A monument in downtown Asmara definitively symbolizes such self-reliance, collectivity, and rudimentary survival. The monument celebrates not an individual, or even a generic guerrilla fighter, but a giant pair of sandals—shedas, in the native Tigrinya language. Such sandals, worn by every Eritrean fighter during the long struggle with Ethiopia, were homemade from recycled tire rubber, and gave fighters the ability to move quickly in the stony desert war zone. The monument shows what mythic proportions the conflict with Ethiopia has achieved in the minds of Eritreans; it has come to supersede the power of religion itself, in a society split evenly between Islam and Orthodox Christianity. This is an impressive achievement on a continent where Muslims and Christians are forming increasingly antagonistic group identities.
Eritrea's clarified sense of nationhood, rare in a world of nation-states rent by tribalism and globalization, is in part a legacy of Italian colonialism. "We acknowledge that the legacy of colonialism was not all negative," says Yemane Ghebreab, the political-affairs officer of the People's Front for Democracy and Justice—successor to the country's guerrilla force, the Eritrean People's Liberation Front. Having conquered Eritrea in the late nineteenth century, the Italians had by the late 1930s turned their new colony into one of the most highly industrialized places in Africa, with road and railway networks that united a people previously divided by mountains and deserts. To drive from Asmara to Massawa—a descent of more than 7,500 feet in only seventy miles, down tangled vertebrae of coppery-green peaks, on a road of never-ending switchbacks, bridges, and embankments, built by Mussolini in the mid-1930s and kept in excellent condition by Eritrean highway crews working seven days a week—is to experience the historical energy of the industrialized West transplanted successfully to an African nation.
Another benefit of Italian colonialism, according to Ghebre Meskel, was town planning. Rather than concentrate everything in Asmara, the Italians developed Massawa and similar towns so as to prevent the overcentralization that now plagues other developing countries. To stem migration into Asmara and preserve this legacy, the Eritrean government has tried to improve life in rural areas; thus Asmara is not surrounded by shantytowns that might breed political extremism.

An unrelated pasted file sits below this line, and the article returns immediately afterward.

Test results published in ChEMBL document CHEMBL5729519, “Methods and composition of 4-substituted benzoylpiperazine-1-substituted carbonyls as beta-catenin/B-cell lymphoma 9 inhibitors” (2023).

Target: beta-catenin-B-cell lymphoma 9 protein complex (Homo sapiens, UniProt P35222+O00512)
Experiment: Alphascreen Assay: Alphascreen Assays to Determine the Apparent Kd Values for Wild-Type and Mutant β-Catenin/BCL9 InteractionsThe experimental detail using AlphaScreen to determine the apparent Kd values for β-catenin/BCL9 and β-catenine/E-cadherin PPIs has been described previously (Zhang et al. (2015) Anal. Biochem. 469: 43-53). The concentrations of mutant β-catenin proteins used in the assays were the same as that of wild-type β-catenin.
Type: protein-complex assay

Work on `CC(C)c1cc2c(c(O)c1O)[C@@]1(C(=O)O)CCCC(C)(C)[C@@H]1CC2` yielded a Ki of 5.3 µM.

Following the defeat of Fascist Italy in World War II, and the dissolution of its East African empire, the new United Nations voted to incorporate Eritrea into Ethiopia. The Eritreans, unhappy with this decision, finally revolted in 1961. For thirteen years Eritrean guerrillas fought an Ethiopia backed by the United States. In 1974, when Ethiopia's Emperor Haile Selassie was overthrown, leading to a Marxist regime headed by Mengistu Haile Mariam, Eritrean guerrilla activity did not cease, and from then on the Eritreans fought an Ethiopia backed by the Soviet Union. Despite their ability to grind away at a Soviet-supplied war machine, which featured MiG fighter jets in the air and Soviet generals on the battlefield, the secretive and independent-minded Eritreans received no aid under the Reagan Doctrine (a U.S. program for arming Third World anti-communist insurgencies). Nevertheless, in 1991 Eritrean and Tigrean guerrillas, fighting on separate fronts, defeated Mengistu, and Eritrean tanks rolled triumphantly into the Ethiopian capital of Addis Ababa. In the minds of the Eritreans, they had fought and won a three-decade struggle against a state ten times as populous, with no help from either of the superpowers or anyone else in the outside world. They now feel that they owe nothing to anybody, and they are filled with disdain for international opinion. (A taxi driver berated me for the West's focus on the crimes of the former Yugoslav dictator Slobodan Milosevic; Mengistu, he said, was responsible for at least twice as many deaths through his collectivization programs, but now lives in lavish exile in Zimbabwe.)